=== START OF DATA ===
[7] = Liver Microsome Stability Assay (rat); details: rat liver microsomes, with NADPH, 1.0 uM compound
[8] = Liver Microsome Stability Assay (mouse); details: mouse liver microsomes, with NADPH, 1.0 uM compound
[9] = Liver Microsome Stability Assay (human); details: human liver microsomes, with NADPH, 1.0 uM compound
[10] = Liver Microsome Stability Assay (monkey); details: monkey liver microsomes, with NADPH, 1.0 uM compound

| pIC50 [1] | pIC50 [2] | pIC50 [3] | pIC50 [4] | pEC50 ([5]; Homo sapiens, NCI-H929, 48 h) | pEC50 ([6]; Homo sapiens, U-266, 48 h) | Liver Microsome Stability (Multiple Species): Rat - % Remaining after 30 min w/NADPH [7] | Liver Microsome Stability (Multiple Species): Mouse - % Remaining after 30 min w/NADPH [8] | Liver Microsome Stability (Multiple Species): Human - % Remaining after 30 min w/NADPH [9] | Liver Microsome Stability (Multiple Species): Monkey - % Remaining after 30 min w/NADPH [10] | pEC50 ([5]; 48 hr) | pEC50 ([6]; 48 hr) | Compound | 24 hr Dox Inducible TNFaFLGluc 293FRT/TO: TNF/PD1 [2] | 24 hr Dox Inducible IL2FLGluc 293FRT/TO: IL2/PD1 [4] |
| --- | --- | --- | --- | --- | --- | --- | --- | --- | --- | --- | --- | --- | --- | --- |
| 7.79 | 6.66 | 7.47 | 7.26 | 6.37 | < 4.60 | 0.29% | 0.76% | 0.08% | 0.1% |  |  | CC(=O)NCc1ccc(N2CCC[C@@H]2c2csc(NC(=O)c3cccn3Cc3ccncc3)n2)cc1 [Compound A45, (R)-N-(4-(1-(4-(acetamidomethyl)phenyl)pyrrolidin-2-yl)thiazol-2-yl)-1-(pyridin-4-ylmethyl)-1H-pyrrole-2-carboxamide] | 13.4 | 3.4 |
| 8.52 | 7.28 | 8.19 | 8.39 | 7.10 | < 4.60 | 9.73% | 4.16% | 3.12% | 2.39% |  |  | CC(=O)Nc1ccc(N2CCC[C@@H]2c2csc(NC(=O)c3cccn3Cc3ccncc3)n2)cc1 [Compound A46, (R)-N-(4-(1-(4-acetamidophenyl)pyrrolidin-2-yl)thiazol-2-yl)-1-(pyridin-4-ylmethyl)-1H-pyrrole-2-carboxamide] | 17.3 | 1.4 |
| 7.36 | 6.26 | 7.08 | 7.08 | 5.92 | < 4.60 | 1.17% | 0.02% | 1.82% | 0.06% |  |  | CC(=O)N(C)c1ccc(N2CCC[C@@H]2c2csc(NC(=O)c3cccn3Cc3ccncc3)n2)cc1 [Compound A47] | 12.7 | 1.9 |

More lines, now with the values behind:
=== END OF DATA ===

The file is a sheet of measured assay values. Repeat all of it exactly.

[7] = Liver Microsome Stability Assay (rat); details: rat liver microsomes, with NADPH, 1.0 uM compound
[8] = Liver Microsome Stability Assay (mouse); details: mouse liver microsomes, with NADPH, 1.0 uM compound
[9] = Liver Microsome Stability Assay (human); details: human liver microsomes, with NADPH, 1.0 uM compound
[10] = Liver Microsome Stability Assay (monkey); details: monkey liver microsomes, with NADPH, 1.0 uM compound

| pIC50 [1] | pIC50 [2] | pIC50 [3] | pIC50 [4] | pEC50 ([5]; Homo sapiens, NCI-H929, 48 h) | pEC50 ([6]; Homo sapiens, U-266, 48 h) | Liver Microsome Stability (Multiple Species): Rat - % Remaining after 30 min w/NADPH [7] | Liver Microsome Stability (Multiple Species): Mouse - % Remaining after 30 min w/NADPH [8] | Liver Microsome Stability (Multiple Species): Human - % Remaining after 30 min w/NADPH [9] | Liver Microsome Stability (Multiple Species): Monkey - % Remaining after 30 min w/NADPH [10] | pEC50 ([5]; 48 hr) | pEC50 ([6]; 48 hr) | Compound | 24 hr Dox Inducible TNFaFLGluc 293FRT/TO: TNF/PD1 [2] | 24 hr Dox Inducible IL2FLGluc 293FRT/TO: IL2/PD1 [4] |
| --- | --- | --- | --- | --- | --- | --- | --- | --- | --- | --- | --- | --- | --- | --- |
| 7.79 | 6.66 | 7.47 | 7.26 | 6.37 | < 4.60 | 0.29% | 0.76% | 0.08% | 0.1% |  |  | CC(=O)NCc1ccc(N2CCC[C@@H]2c2csc(NC(=O)c3cccn3Cc3ccncc3)n2)cc1 [Compound A45, (R)-N-(4-(1-(4-(acetamidomethyl)phenyl)pyrrolidin-2-yl)thiazol-2-yl)-1-(pyridin-4-ylmethyl)-1H-pyrrole-2-carboxamide] | 13.4 | 3.4 |
| 8.52 | 7.28 | 8.19 | 8.39 | 7.10 | < 4.60 | 9.73% | 4.16% | 3.12% | 2.39% |  |  | CC(=O)Nc1ccc(N2CCC[C@@H]2c2csc(NC(=O)c3cccn3Cc3ccncc3)n2)cc1 [Compound A46, (R)-N-(4-(1-(4-acetamidophenyl)pyrrolidin-2-yl)thiazol-2-yl)-1-(pyridin-4-ylmethyl)-1H-pyrrole-2-carboxamide] | 17.3 | 1.4 |
| 7.36 | 6.26 | 7.08 | 7.08 | 5.92 | < 4.60 | 1.17% | 0.02% | 1.82% | 0.06% |  |  | CC(=O)N(C)c1ccc(N2CCC[C@@H]2c2csc(NC(=O)c3cccn3Cc3ccncc3)n2)cc1 [Compound A47] | 12.7 | 1.9 |

More lines, now with the values behind: